After all the drama of cutting out this project the rest of it went pretty smoothly. I did need to thread trace all the buttonhole and pocket placement lines because no marker/chalk/wax showed up on this fabric. Thread tracing was a bit annoying, but it turned out to be good TV watching project. That must have given me the hand sewing bug because it suddenly sewn in interfacing seemed like a great idea! I got out the lightweight horsehair interfacing and and hand sewed it all into the body of the coat 1940's style. Yeah, I don't know what came over me either. After that it was mostly straightforward machine sewing, with the exception of the hems. I did hand sew them up with some rayon seam tape like the instructions suggested. The final bit of drama was the buttonholes. Now my Bernina is an absolute trooper with buttonholes when compared to my last sewing machine. This wool/mohair blend was just a bit more than it could handle, soo sooo squishy. During the 4 hour buttonhole sewing process I was pretty jealous the NY girls who can pay someone to put buttonholes in using an industrial machine. NY ladies, that is money well spent. Saves you from having to use every screaming/crying emoji on your iPad and inhaling so much mohair fluff that you feel like you've been licking goats. I'm sure someone enjoys licking goats as recreation, but I'll pass.
Veronica - 1940's Coat from Wearing History. I sewed View 2.
Wool/mohair coating from the stash.
Warm coat lining from Emmaonesock.com
1. 1/2" Forward shoulder alteration to the shoulder and sleeve.
2. I added a 1" pleat to the CB of the lining.
- This is a large PDF pattern. Those of you who feel like PDF patterns are puzzles to put together will be fine with it. There's a printed version available for those of you who think PDF patterns are the work of the devil.
- When you look at the pattern sheet you'll see that there is an modified sleeve cap option towards the top. WH explains that as drafted the sleeve is much puffier than what the fashion illustration shows. They provide the smaller cap that can be swapped and give you the flatter look of the illustration. If you want to be 100% authentic you can trace the sleeve as is and use the original sleeve cap. For my coat I used the modified sleeve cap with the shorter sleeve head.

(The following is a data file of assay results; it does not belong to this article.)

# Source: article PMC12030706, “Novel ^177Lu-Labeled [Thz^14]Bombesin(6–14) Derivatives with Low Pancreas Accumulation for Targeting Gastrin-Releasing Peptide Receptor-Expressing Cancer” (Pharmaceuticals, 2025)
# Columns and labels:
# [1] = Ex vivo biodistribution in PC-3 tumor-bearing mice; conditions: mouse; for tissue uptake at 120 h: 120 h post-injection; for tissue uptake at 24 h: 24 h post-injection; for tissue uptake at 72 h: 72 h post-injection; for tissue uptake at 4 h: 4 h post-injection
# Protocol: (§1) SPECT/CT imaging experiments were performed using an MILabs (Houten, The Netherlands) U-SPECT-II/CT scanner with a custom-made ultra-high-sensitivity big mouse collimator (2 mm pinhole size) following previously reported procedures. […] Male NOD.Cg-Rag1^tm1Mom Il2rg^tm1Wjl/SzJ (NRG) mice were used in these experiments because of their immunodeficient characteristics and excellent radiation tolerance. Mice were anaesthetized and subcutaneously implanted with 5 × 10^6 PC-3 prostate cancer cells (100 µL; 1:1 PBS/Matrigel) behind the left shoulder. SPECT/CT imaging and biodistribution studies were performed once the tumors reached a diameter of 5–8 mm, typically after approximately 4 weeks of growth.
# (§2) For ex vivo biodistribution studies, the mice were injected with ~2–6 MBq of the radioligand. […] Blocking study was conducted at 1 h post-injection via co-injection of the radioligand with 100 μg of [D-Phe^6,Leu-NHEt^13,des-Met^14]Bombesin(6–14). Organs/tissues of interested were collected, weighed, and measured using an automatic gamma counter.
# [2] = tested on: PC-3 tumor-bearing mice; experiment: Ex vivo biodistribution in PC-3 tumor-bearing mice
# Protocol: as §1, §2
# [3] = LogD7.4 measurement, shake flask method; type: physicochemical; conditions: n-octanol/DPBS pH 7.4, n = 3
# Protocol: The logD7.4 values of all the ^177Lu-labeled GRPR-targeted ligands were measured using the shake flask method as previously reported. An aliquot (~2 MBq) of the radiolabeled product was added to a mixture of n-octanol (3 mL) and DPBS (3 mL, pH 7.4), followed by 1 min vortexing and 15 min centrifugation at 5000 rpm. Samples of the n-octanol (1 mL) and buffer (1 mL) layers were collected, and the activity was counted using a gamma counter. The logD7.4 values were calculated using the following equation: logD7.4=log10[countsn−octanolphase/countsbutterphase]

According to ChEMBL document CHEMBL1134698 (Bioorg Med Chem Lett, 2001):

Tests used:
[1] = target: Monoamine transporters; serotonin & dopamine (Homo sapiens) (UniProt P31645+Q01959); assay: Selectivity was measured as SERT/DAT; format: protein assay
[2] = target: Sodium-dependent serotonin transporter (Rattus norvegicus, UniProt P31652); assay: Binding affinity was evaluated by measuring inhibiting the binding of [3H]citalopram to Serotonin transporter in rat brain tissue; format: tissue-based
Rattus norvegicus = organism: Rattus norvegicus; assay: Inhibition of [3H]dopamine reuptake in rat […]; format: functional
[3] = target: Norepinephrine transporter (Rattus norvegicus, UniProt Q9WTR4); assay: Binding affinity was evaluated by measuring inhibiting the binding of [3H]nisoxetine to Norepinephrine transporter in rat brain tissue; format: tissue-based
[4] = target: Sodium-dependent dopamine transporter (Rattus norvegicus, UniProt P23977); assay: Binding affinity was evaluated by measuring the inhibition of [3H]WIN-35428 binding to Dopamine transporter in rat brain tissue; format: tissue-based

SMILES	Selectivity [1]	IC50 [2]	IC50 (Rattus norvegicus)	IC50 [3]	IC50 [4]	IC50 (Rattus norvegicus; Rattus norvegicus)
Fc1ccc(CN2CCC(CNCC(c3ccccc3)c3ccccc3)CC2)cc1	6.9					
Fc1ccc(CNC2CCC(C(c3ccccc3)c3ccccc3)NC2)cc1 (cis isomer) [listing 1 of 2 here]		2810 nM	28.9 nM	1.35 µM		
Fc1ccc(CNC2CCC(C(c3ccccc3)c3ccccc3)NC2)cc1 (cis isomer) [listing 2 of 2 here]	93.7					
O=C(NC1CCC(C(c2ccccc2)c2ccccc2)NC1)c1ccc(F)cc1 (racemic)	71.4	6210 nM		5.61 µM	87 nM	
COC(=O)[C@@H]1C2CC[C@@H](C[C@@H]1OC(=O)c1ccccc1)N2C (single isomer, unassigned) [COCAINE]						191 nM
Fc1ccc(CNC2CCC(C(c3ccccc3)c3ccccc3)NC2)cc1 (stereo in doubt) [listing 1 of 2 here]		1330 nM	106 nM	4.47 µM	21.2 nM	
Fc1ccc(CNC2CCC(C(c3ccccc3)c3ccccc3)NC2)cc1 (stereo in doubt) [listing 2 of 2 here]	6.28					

- I prefer to have some waist definition in my coats, which is why I went with the belted view 2. Some of you don't have the same tastes so I took an unbelted photo just for you.
- I did forget about that 3/4" SA on the lining and sewed the whole thing at 1/2". Happily the thickness of the wool meant it fit perfectly at that size.
- The lapel buttonhole was left off because I like wearing my collars open. Also because I couldn't face trying to sew another buttonhole and my child had heard enough profanity for the day.
My Final Thoughts
I've been thanking my lucky stars that this plaid coating wasn't completely destroyed by whatever stealthily munching bugs were involved. It would have been a crime against old man winter....or maybe just would have reduced me to eating half a pan of brownies in one sitting. Either way not a good scene.
So far Veronica is in heavy rotation with my blue Butterick 5824 and I like having a shorter coat length option in the mix. The big patch pockets are really handy for keys, gloves and about 8 rocks that your kid picked up on the way home from school. He even said, "Ooooo these pockets are so big," as he stuffed a rock into them. Oh and I got to buy a new hat to go with this so winning all around. So with that I'm off to play a dame lurking the shadows in some Film Noir. My pocket full of rocks should come in handy.